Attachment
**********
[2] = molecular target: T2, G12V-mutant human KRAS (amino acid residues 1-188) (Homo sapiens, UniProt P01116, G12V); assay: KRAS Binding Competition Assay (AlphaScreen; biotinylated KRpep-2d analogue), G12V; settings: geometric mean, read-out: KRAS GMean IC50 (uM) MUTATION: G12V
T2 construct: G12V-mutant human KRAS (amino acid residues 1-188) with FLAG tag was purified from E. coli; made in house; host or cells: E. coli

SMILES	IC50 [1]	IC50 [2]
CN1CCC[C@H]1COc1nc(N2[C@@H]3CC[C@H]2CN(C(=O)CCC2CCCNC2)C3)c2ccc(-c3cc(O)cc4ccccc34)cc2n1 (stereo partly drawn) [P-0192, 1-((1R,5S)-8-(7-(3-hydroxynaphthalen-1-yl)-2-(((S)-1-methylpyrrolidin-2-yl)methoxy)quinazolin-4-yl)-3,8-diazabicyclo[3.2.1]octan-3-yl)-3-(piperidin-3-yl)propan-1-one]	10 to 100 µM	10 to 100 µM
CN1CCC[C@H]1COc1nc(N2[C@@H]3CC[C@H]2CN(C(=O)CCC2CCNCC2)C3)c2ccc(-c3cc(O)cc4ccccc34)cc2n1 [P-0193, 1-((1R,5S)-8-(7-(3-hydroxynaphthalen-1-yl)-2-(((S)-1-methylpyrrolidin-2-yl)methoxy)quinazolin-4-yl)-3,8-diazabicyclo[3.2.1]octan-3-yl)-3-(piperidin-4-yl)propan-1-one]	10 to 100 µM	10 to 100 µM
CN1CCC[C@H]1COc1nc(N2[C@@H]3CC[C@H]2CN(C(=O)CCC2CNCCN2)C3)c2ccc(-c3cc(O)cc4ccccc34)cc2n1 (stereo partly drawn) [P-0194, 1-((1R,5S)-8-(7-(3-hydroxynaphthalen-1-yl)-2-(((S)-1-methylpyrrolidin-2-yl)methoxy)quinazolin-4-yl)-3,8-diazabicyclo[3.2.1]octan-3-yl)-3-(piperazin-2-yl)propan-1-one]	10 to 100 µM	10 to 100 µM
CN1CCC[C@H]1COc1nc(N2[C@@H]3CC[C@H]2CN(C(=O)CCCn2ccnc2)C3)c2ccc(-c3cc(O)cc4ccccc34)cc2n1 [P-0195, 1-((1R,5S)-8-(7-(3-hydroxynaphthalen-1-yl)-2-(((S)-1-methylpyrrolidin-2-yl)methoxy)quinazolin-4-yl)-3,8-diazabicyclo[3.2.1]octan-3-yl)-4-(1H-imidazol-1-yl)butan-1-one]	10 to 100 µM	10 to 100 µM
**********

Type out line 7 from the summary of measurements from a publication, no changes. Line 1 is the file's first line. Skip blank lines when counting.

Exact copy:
CN1CCC[C@H]1COc1nc(N2[C@@H]3CC[C@H]2CN(C(=O)CCCn2ccnc2)C3)c2ccc(-c3cc(O)cc4ccccc34)cc2n1 [P-0195, 1-((1R,5S)-8-(7-(3-hydroxynaphthalen-1-yl)-2-(((S)-1-methylpyrrolidin-2-yl)methoxy)quinazolin-4-yl)-3,8-diazabicyclo[3.2.1]octan-3-yl)-4-(1H-imidazol-1-yl)butan-1-one]	10 to 100 µM	10 to 100 µM